Well, now I’ve gone and done it. After talking about a whole bunch of different trailer ideas for months, I just bought this 6 X 10 enclosed ramp trailer, which I’ve named “The Toy Box” because it contains toys like my motorcycle. Rather than building it out as habitable space, I’m going to actually use it as a cargo trailer — mainly for my motorcycle and motorcycle accessories, but also for tools, fluids, camping stuff, pretty much anything I don’t actually need in my living space. So while hauling my bike inside an enclosed trailer is pretty cool, this will also do a lot to declutter my living space inside the van as well. And, when it comes time to replace my van, I don’t have to worry about how to haul my bike around as long as the replacement has a trailer hitch and the necessary towing capacity.
I left Lake Mead yesterday, and since I was running errands in Henderson and Las Vegas anyway, I made an appointment to check out the trailer at TrailersPlus. They made it easier than I could’ve imagined. I didn’t expect to drive off their lot with my new trailer a couple of hours after I arrived, but that’s exactly what happened. I even had time to drive to my next destination, Pahrump, Nevada, and find a place to camp before dark.
I opened the trailer to find that my bike had fallen over along the way. I was always terrified of this happening with the Black Widow carrier because if the bike falls, it goes tumbling down the highway and is probably totaled. Here, it’s still not a good situation, but at least it was contained, and I had to do nothing more than pick it up and readjust a mirror. It’s a KLR — it can take it, and it’s seen far, far worse.
It fell over because although it was tied down, there was nothing holding the front wheel in place, despite my efforts with a ratchet strap. I’d bought a wheel chock to install on the floor, but I hadn’t had a chance to install it. It was hard enough to remove the Black Widow carrier, figure out how to store it until I can get rid of it, and get the bike in there well enough to make one trip before setting up the trailer properly. Now that I’m camping on BLM land near Pahrump, I can stop and build it out before moving on. Pahrump has everything I need, including a Home Depot just a mile away from camp.
The first modification, though, was labeling the trailer properly. I may get larger decals made at some point. I may not. I don’t know.
The first thing I did was buy and install a set of beefy hooks on the wall to hang up my riding gear. Because it all has built-in armor, it’s very bulky and takes up a ton of space inside the van. Not anymore. Even my helmet can hang out in here. (And yes, I splurged for the optional spare tire for the trailer. You never know when you’re going to get a flat.)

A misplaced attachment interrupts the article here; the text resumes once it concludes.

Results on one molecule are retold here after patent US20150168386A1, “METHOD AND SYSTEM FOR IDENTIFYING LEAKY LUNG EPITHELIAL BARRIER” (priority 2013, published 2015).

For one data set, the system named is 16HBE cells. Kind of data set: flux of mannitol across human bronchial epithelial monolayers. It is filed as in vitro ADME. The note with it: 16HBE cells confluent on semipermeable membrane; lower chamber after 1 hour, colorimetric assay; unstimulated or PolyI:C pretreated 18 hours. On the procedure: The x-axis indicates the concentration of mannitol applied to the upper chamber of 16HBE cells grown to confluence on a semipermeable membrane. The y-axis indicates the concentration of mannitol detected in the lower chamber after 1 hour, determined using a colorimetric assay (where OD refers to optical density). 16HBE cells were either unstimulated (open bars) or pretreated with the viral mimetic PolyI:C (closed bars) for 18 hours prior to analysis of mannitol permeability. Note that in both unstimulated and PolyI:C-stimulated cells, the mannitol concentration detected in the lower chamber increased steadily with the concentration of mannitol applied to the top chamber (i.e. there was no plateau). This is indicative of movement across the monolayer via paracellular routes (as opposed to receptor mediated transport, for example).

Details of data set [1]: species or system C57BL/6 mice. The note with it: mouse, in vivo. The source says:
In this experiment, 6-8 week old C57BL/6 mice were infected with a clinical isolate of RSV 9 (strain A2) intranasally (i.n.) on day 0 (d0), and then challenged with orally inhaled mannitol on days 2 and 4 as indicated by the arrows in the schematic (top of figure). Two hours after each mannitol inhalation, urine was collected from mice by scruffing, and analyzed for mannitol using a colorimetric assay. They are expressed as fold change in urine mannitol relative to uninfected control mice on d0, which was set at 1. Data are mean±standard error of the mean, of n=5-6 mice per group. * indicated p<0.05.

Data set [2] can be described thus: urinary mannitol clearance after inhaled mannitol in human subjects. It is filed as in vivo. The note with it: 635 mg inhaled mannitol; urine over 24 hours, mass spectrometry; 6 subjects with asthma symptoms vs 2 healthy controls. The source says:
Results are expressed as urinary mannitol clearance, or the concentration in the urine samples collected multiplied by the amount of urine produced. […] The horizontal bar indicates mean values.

Then I installed the wheel chock I picked up at Harbor Freight before leaving Las Vegas. It just bolts to the floor, which is 3/4″ plywood over a metal frame. I’ve pretty much centered the bike over the rear axle, leaving room in the front of the trailer for all the tools and stuff I planned to move there, which will also ensure adequate tongue weight for safety. I had two strips of E-track installed on the floor, which means I can put my tie-down points anywhere along the length of the trailer that I want them. The four that came in each corner of the trailer are available, too.
In addition to loading up other random stuff, like the camp chairs and table in the front corner, I bought some sturdy metal shelves. It quickly became obvious that not everything I wanted to put there was going to fit on the floor, but it’ll fit on these shelves. I need to get some more bungee cords to make sure the boxes don’t fall off, but that’s easy.
Instead of the flimsy wall anchors that came with the shelves, I used some brackets intended for 1-inch EMT electrical conduit to secure the shelves. I credit my past life working for an electrical supply company for knowing about this hack. The trailer salesman showed me exactly where on the wall it’s safe and structural to attach shelves, hooks, and so on, so that’s where I attached them.
Here’s the end result, at least for now. (The bike isn’t strapped down right now, just parked on its kickstand.) I’m happy with it. I still need to do some organizing, figure out what to put in the trailer, and shuffle what’s left under the bed so it doesn’t shift around. But I’ve been plenty productive for today, and all that’s left for now is little stuff like that.
I’ll probably also investigate some kind of floor protection, whether it’s sealant, paint, or something else. One could argue that I should’ve done that first, but I needed to get my living situation mobile first, even if it means removing the shelves and wheel chock later to have access to the floor. It’s fine. Everything I’ve installed is very easy to remove, once I figure out what I want to do to the floor.
For now, though, it’s time to relax, make some dinner, and feel accomplished. Now that the majority of the trailer work is done, I can think about exploring Pahrump a bit before moving on eventually.